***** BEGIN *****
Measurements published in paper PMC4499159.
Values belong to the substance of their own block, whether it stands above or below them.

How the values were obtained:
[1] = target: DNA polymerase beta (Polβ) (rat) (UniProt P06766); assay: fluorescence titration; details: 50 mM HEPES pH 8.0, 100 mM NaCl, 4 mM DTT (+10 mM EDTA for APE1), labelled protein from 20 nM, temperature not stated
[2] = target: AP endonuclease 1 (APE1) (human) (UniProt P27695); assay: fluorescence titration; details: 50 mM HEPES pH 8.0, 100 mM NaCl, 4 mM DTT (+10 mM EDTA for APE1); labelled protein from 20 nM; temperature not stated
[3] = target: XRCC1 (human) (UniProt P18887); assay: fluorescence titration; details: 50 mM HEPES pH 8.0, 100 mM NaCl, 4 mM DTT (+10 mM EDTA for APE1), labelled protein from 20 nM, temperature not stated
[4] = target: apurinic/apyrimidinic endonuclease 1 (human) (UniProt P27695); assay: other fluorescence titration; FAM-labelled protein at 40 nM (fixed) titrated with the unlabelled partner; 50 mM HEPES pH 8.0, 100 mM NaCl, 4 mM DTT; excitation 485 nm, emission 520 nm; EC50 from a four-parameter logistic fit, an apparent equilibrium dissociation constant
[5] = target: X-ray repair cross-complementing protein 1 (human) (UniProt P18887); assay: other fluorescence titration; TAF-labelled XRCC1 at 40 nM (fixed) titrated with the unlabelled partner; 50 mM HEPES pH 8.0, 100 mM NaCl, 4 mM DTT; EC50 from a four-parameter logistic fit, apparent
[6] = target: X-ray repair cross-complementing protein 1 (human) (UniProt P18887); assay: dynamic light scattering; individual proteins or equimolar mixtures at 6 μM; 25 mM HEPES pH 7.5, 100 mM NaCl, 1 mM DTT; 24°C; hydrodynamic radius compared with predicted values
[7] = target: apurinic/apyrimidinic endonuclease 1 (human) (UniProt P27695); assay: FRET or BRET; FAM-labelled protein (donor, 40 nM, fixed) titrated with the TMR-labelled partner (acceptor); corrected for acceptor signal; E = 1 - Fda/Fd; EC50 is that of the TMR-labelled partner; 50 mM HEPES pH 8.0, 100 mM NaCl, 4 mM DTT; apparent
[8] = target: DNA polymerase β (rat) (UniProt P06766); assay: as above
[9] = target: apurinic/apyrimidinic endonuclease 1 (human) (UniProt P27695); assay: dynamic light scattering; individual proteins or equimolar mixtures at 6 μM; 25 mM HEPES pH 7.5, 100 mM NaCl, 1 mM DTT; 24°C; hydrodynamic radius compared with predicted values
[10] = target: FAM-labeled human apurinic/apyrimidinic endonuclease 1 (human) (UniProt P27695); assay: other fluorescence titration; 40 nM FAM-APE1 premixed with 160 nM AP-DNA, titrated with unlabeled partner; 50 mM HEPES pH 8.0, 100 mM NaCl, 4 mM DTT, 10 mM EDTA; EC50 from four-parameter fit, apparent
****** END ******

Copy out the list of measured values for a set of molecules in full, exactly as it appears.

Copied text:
Measurements published in paper PMC4499159.
Values belong to the substance of their own block, whether it stands above or below them.

How the values were obtained:
[1] = target: DNA polymerase beta (Polβ) (rat) (UniProt P06766); assay: fluorescence titration; details: 50 mM HEPES pH 8.0, 100 mM NaCl, 4 mM DTT (+10 mM EDTA for APE1), labelled protein from 20 nM, temperature not stated
[2] = target: AP endonuclease 1 (APE1) (human) (UniProt P27695); assay: fluorescence titration; details: 50 mM HEPES pH 8.0, 100 mM NaCl, 4 mM DTT (+10 mM EDTA for APE1); labelled protein from 20 nM; temperature not stated
[3] = target: XRCC1 (human) (UniProt P18887); assay: fluorescence titration; details: 50 mM HEPES pH 8.0, 100 mM NaCl, 4 mM DTT (+10 mM EDTA for APE1), labelled protein from 20 nM, temperature not stated
[4] = target: apurinic/apyrimidinic endonuclease 1 (human) (UniProt P27695); assay: other fluorescence titration; FAM-labelled protein at 40 nM (fixed) titrated with the unlabelled partner; 50 mM HEPES pH 8.0, 100 mM NaCl, 4 mM DTT; excitation 485 nm, emission 520 nm; EC50 from a four-parameter logistic fit, an apparent equilibrium dissociation constant
[5] = target: X-ray repair cross-complementing protein 1 (human) (UniProt P18887); assay: other fluorescence titration; TAF-labelled XRCC1 at 40 nM (fixed) titrated with the unlabelled partner; 50 mM HEPES pH 8.0, 100 mM NaCl, 4 mM DTT; EC50 from a four-parameter logistic fit, apparent
[6] = target: X-ray repair cross-complementing protein 1 (human) (UniProt P18887); assay: dynamic light scattering; individual proteins or equimolar mixtures at 6 μM; 25 mM HEPES pH 7.5, 100 mM NaCl, 1 mM DTT; 24°C; hydrodynamic radius compared with predicted values
[7] = target: apurinic/apyrimidinic endonuclease 1 (human) (UniProt P27695); assay: FRET or BRET; FAM-labelled protein (donor, 40 nM, fixed) titrated with the TMR-labelled partner (acceptor); corrected for acceptor signal; E = 1 - Fda/Fd; EC50 is that of the TMR-labelled partner; 50 mM HEPES pH 8.0, 100 mM NaCl, 4 mM DTT; apparent
[8] = target: DNA polymerase β (rat) (UniProt P06766); assay: as above
[9] = target: apurinic/apyrimidinic endonuclease 1 (human) (UniProt P27695); assay: dynamic light scattering; individual proteins or equimolar mixtures at 6 μM; 25 mM HEPES pH 7.5, 100 mM NaCl, 1 mM DTT; 24°C; hydrodynamic radius compared with predicted values
[10] = target: FAM-labeled human apurinic/apyrimidinic endonuclease 1 (human) (UniProt P27695); assay: other fluorescence titration; 40 nM FAM-APE1 premixed with 160 nM AP-DNA, titrated with unlabeled partner; 50 mM HEPES pH 8.0, 100 mM NaCl, 4 mM DTT, 10 mM EDTA; EC50 from four-parameter fit, apparent